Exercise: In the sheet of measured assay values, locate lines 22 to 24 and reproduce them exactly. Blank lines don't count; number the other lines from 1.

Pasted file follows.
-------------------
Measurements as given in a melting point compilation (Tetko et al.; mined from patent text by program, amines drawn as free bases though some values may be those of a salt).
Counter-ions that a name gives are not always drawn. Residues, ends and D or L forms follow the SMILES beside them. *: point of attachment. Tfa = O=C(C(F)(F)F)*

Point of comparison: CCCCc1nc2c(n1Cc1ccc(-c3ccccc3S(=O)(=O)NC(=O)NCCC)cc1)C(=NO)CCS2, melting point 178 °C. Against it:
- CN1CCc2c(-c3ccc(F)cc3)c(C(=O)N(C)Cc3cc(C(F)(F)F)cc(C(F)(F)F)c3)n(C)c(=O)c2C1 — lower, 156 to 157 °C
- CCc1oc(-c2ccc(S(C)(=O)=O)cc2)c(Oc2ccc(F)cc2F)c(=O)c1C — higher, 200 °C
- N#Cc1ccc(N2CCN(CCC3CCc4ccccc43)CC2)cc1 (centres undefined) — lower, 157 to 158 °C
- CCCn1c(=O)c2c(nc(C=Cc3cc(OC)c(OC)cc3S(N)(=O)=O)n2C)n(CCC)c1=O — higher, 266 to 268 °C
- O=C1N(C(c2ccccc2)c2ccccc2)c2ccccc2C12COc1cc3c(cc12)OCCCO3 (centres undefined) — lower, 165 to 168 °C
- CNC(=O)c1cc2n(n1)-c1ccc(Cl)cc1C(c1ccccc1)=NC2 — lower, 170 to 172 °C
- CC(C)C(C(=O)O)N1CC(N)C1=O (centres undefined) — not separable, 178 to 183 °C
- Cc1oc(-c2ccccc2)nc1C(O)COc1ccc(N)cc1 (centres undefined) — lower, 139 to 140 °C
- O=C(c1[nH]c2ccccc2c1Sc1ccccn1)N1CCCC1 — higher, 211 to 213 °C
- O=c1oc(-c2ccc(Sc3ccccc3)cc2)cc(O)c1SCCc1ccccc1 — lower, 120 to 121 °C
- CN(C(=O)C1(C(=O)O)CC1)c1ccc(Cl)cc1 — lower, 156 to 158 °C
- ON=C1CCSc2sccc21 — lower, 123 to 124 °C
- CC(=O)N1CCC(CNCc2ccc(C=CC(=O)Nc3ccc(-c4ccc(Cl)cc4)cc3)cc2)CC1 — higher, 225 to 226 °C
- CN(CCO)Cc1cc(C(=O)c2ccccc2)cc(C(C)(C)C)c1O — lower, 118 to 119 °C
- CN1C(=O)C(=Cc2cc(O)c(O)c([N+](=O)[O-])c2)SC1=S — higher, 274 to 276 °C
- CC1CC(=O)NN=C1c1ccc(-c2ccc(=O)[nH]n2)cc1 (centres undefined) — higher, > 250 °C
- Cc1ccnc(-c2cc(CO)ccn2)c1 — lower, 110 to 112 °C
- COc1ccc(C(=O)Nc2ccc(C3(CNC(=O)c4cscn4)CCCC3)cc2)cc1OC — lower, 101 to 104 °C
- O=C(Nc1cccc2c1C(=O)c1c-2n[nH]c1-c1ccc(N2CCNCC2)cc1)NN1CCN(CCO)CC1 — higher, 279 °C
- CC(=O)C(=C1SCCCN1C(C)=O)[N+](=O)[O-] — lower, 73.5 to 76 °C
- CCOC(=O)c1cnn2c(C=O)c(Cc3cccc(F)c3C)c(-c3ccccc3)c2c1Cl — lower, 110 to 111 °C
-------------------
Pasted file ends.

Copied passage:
- O=C(Nc1cccc2c1C(=O)c1c-2n[nH]c1-c1ccc(N2CCNCC2)cc1)NN1CCN(CCO)CC1 — higher, 279 °C
- CC(=O)C(=C1SCCCN1C(C)=O)[N+](=O)[O-] — lower, 73.5 to 76 °C
- CCOC(=O)c1cnn2c(C=O)c(Cc3cccc(F)c3C)c(-c3ccccc3)c2c1Cl — lower, 110 to 111 °C